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Unread 03-24-2013, 06:03 PM   #65
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Here is where the problem lies, Cement board was introduced in 1969, fiberock in 2002? Advantech ? I joists etc. etc.

Do any of us truly know if today's modern building practices will last the 50 years that tile is meant to last?

Denny you are right, it comes back to the last guy who touched the floor....the installer.......that's why we caulk the joints/sometimes tape.
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Unread 03-24-2013, 06:28 PM   #66
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I guess that I can not really wrap my mind around there being enough difference keeping the joints clear of mortar, Even in contraction I would think that the rigid cement would have more of a tendency to cause the substrate to compress in those areas without causing any pressure on the tile above it, only testing the flexibility of the mortar used. However, using a siliconized caulk, I would think it may have a tendency to force the "gasket" up and down possibly causing failure if it was a big enough crack. I do not know how many thousand sheets of underlayment I have installed and never once sealing the seams in the recommended manner and Never, and I mean NEVER had so much as a cracked Tile! I really don't know, But it certainly is a good question... ...Dealing with Theoretical Tile 101. LOL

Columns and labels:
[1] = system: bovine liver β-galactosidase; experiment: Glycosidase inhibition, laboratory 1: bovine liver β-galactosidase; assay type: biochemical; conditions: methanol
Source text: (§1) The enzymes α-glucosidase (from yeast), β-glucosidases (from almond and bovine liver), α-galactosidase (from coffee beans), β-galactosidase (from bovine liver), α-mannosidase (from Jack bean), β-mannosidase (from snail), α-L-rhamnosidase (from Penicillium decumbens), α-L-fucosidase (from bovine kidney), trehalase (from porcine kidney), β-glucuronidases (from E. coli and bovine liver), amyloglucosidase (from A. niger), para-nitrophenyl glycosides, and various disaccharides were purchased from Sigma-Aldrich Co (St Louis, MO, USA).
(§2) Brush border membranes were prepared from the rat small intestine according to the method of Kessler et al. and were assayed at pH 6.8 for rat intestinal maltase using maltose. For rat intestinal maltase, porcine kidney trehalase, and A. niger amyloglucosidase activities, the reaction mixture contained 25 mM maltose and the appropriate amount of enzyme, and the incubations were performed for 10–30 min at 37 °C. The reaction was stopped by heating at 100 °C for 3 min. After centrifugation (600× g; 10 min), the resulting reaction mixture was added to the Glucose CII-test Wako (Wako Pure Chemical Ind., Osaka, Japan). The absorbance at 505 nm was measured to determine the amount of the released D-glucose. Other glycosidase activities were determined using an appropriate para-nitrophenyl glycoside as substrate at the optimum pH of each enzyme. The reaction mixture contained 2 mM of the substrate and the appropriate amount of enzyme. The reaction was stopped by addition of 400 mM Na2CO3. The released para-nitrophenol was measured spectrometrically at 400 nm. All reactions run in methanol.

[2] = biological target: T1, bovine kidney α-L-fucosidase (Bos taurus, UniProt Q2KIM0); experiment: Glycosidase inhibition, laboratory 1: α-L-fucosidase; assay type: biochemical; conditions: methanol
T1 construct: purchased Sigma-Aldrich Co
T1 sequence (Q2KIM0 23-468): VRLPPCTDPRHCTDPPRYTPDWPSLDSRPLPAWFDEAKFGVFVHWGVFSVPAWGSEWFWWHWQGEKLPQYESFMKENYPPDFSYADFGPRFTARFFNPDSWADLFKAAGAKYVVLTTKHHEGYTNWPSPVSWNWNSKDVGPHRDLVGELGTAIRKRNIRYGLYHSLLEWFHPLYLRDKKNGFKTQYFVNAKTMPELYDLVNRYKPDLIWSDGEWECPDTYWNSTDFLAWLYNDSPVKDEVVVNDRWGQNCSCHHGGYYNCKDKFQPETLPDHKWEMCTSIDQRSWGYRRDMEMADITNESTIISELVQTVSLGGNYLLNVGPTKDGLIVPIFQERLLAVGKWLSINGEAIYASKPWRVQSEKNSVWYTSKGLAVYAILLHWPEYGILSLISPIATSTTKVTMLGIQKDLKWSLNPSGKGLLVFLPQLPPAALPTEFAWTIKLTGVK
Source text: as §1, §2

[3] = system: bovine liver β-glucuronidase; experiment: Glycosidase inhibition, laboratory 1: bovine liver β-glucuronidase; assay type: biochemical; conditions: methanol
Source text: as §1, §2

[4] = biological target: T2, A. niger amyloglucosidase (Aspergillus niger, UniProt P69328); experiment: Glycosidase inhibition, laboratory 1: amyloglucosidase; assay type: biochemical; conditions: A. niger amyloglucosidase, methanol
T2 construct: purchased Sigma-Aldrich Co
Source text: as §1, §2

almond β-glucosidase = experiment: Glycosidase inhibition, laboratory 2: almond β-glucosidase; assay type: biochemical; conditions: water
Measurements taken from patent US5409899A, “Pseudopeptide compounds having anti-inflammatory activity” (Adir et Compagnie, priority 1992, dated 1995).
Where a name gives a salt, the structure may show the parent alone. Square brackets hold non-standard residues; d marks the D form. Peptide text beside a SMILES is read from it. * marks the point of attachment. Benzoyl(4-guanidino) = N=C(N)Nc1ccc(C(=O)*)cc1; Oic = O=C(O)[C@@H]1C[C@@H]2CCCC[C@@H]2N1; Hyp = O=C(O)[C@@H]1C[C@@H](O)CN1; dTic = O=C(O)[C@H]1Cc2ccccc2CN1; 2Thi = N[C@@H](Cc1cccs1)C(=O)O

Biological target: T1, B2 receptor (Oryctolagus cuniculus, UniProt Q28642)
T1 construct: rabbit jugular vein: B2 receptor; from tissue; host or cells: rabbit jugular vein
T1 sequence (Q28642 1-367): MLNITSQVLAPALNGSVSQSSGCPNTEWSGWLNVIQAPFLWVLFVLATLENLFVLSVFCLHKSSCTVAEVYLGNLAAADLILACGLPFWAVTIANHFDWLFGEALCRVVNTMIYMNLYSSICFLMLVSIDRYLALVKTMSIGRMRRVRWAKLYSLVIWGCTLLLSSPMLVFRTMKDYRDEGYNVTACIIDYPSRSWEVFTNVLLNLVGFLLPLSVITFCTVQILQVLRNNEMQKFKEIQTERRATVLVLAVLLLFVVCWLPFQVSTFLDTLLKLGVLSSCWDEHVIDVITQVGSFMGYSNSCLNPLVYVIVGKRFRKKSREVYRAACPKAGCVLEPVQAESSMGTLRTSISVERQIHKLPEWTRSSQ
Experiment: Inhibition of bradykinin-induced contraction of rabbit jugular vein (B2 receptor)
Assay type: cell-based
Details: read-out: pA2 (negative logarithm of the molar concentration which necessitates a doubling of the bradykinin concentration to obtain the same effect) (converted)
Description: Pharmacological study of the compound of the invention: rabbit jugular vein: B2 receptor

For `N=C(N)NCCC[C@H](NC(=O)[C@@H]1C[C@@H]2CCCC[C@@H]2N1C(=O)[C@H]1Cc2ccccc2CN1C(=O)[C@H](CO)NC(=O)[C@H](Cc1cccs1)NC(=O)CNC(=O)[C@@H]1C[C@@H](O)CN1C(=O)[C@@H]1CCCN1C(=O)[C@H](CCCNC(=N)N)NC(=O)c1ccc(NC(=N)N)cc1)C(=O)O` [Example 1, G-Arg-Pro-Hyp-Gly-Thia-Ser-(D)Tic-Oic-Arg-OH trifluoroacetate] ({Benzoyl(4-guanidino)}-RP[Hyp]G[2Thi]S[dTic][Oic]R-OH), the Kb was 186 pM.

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Unread 03-24-2013, 06:35 PM   #67
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The more people involved in this discussion the better.

I have seen 4x8 subfloor joints telegraph through fiberock and tile structure......was it too much moisture in the OSB?, poor construction? Wrong glue from OSB to joists? Bottom line is I was the last guy to touch the floor so I paid to repair. Good discussion
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Unread 03-24-2013, 06:49 PM   #68
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depends on the movement, If its lateral movement, you can compensate for that. Not much under the canopy of heaven will stop vertical movement in a solid substrate. That opens up another can of worms for me......I dont trust Unmodified on kerdi or Ditra.
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Unread 03-24-2013, 07:02 PM   #69
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To gap or not to gap, that is the question. So lets ask the sheriff, or at least his deputy - the NTCA. They've got to have an up to date opinion in this. I'll call Gerald monday to see what they have to add.
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Unread 03-24-2013, 07:06 PM   #70